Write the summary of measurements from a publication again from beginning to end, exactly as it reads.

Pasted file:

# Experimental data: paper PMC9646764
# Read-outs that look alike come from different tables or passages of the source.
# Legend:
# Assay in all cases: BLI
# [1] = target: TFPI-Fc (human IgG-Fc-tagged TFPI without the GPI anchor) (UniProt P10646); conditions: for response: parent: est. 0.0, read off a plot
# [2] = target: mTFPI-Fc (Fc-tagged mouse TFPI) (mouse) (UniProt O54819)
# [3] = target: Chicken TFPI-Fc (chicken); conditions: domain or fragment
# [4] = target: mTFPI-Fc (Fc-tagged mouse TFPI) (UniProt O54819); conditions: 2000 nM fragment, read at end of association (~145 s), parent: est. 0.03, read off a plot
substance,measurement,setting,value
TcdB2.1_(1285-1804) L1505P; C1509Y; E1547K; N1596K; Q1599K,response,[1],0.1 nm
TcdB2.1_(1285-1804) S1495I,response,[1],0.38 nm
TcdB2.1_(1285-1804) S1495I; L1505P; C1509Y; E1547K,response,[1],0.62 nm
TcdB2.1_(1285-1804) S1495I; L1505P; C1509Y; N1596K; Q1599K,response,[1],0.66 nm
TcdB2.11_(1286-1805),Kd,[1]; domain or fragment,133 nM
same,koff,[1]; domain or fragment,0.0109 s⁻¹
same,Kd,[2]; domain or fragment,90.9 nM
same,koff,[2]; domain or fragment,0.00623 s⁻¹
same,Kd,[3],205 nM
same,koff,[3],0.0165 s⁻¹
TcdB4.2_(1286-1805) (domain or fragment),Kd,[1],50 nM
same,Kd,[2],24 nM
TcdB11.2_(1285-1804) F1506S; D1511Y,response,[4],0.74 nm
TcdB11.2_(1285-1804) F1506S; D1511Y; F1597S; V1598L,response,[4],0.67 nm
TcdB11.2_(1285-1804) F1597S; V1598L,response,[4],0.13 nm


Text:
# Experimental data: paper PMC9646764
# Read-outs that look alike come from different tables or passages of the source.
# Legend:
# Assay in all cases: BLI
# [1] = target: TFPI-Fc (human IgG-Fc-tagged TFPI without the GPI anchor) (UniProt P10646); conditions: for response: parent: est. 0.0, read off a plot
# [2] = target: mTFPI-Fc (Fc-tagged mouse TFPI) (mouse) (UniProt O54819)
# [3] = target: Chicken TFPI-Fc (chicken); conditions: domain or fragment
# [4] = target: mTFPI-Fc (Fc-tagged mouse TFPI) (UniProt O54819); conditions: 2000 nM fragment, read at end of association (~145 s), parent: est. 0.03, read off a plot
substance,measurement,setting,value
TcdB2.1_(1285-1804) L1505P; C1509Y; E1547K; N1596K; Q1599K,response,[1],0.1 nm
TcdB2.1_(1285-1804) S1495I,response,[1],0.38 nm
TcdB2.1_(1285-1804) S1495I; L1505P; C1509Y; E1547K,response,[1],0.62 nm
TcdB2.1_(1285-1804) S1495I; L1505P; C1509Y; N1596K; Q1599K,response,[1],0.66 nm
TcdB2.11_(1286-1805),Kd,[1]; domain or fragment,133 nM
same,koff,[1]; domain or fragment,0.0109 s⁻¹
same,Kd,[2]; domain or fragment,90.9 nM
same,koff,[2]; domain or fragment,0.00623 s⁻¹
same,Kd,[3],205 nM
same,koff,[3],0.0165 s⁻¹
TcdB4.2_(1286-1805) (domain or fragment),Kd,[1],50 nM
same,Kd,[2],24 nM
TcdB11.2_(1285-1804) F1506S; D1511Y,response,[4],0.74 nm
TcdB11.2_(1285-1804) F1506S; D1511Y; F1597S; V1598L,response,[4],0.67 nm
TcdB11.2_(1285-1804) F1597S; V1598L,response,[4],0.13 nm